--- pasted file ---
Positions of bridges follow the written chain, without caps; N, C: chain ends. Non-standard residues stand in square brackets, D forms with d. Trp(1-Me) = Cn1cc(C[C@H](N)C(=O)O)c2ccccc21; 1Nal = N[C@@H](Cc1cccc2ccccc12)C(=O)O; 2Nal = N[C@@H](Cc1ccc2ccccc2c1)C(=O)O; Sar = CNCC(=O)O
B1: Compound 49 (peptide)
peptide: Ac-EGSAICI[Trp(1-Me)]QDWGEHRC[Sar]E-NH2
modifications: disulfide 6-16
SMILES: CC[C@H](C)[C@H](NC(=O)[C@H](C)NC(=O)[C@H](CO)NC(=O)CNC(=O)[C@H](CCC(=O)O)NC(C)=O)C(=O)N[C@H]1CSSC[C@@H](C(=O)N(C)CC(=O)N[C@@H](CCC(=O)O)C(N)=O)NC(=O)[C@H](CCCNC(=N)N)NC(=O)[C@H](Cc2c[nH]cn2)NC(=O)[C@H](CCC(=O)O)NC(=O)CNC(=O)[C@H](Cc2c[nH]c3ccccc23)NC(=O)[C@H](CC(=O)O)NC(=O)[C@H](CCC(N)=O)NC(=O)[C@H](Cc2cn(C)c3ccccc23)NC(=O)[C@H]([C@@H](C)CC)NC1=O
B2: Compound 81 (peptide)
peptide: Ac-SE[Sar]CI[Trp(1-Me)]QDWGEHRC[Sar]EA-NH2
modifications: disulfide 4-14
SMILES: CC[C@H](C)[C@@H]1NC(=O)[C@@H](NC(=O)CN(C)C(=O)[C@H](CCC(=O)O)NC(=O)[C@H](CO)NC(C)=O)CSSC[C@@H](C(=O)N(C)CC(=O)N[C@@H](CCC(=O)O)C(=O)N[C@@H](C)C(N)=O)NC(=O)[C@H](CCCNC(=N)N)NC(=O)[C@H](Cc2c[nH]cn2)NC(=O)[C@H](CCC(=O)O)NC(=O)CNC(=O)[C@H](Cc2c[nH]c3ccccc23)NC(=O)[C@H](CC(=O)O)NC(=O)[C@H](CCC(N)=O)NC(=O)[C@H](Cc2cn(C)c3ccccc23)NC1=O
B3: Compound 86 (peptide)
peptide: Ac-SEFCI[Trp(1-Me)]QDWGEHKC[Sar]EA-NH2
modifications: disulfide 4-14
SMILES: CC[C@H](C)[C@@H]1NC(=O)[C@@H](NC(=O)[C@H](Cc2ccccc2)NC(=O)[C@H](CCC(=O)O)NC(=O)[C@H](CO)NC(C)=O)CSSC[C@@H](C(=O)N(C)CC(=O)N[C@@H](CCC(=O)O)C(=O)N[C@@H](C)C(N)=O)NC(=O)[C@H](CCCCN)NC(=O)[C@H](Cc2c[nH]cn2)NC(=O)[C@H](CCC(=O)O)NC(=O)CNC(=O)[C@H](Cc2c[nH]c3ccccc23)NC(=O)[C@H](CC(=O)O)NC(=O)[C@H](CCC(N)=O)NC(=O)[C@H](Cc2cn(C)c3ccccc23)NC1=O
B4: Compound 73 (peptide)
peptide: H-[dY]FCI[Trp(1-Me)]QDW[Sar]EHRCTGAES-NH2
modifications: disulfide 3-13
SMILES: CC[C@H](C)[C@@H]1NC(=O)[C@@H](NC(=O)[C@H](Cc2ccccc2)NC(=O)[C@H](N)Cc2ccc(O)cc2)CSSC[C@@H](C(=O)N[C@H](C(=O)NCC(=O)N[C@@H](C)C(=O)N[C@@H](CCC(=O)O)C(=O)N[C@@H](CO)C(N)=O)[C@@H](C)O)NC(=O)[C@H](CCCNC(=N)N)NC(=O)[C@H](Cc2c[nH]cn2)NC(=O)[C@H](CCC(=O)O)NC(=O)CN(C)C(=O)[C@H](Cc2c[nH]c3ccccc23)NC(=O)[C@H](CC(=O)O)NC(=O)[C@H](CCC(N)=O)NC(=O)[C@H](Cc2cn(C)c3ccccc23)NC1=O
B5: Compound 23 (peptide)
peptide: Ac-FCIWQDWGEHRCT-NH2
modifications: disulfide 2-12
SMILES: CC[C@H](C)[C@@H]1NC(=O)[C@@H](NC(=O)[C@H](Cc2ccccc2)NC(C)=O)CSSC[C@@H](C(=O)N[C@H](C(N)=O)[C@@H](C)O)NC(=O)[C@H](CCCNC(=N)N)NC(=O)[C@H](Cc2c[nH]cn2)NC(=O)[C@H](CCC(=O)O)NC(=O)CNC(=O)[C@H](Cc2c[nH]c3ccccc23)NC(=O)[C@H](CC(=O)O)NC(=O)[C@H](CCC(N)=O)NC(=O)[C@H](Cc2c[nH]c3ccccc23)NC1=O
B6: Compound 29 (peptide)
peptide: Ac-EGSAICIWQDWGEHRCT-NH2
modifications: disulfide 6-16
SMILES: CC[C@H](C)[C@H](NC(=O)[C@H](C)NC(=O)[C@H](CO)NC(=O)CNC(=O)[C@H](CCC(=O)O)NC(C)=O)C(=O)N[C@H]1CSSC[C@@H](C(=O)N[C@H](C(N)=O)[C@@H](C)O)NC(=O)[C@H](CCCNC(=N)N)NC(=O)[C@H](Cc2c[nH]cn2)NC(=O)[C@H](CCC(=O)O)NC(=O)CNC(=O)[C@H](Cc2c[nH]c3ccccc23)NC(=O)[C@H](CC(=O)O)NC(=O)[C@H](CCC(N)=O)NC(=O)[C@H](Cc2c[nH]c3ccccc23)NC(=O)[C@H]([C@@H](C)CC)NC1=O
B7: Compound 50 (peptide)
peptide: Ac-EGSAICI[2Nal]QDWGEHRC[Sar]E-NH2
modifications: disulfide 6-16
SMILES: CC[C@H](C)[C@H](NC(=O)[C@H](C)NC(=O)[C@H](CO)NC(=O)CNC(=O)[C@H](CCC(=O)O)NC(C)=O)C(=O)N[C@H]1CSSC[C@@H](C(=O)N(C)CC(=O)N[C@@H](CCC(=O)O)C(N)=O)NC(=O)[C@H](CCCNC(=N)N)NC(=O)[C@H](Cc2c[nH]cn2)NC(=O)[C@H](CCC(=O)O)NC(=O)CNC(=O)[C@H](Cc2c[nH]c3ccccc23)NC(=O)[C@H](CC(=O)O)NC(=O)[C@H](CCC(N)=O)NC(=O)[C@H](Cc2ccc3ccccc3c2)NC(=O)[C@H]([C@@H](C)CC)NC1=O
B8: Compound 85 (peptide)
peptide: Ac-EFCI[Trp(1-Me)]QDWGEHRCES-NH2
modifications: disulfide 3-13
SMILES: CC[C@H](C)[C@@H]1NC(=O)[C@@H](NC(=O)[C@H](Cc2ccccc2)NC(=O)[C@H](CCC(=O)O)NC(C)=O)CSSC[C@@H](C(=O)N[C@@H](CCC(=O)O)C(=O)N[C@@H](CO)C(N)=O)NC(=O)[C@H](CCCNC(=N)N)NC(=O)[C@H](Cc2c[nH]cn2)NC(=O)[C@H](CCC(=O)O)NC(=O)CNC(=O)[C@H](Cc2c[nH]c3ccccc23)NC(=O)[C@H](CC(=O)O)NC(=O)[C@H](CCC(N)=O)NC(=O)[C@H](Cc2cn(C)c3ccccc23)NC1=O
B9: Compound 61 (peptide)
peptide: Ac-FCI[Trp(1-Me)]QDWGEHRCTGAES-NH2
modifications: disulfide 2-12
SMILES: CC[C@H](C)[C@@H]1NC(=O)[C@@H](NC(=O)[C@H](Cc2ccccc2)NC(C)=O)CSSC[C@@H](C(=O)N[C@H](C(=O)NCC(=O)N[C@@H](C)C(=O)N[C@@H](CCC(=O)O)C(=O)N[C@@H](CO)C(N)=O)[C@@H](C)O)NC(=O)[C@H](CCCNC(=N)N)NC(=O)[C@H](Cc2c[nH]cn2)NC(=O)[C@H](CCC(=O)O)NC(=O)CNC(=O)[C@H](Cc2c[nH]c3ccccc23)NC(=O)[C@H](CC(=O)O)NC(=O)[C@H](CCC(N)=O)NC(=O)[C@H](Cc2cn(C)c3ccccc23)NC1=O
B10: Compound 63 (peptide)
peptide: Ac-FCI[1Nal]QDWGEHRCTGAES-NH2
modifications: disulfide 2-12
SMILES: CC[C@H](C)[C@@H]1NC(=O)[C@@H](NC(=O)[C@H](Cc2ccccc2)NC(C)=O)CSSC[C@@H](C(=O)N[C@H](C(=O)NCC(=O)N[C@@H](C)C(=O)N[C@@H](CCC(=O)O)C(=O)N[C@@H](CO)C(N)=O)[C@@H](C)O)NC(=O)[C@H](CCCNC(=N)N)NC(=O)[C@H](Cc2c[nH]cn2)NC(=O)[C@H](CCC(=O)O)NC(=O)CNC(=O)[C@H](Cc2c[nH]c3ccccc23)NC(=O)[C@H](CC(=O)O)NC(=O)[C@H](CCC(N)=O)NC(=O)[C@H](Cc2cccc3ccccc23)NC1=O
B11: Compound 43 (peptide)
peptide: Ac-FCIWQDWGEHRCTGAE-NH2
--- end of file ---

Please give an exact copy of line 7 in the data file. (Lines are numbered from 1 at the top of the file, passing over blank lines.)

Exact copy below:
peptide: Ac-SE[Sar]CI[Trp(1-Me)]QDWGEHRC[Sar]EA-NH2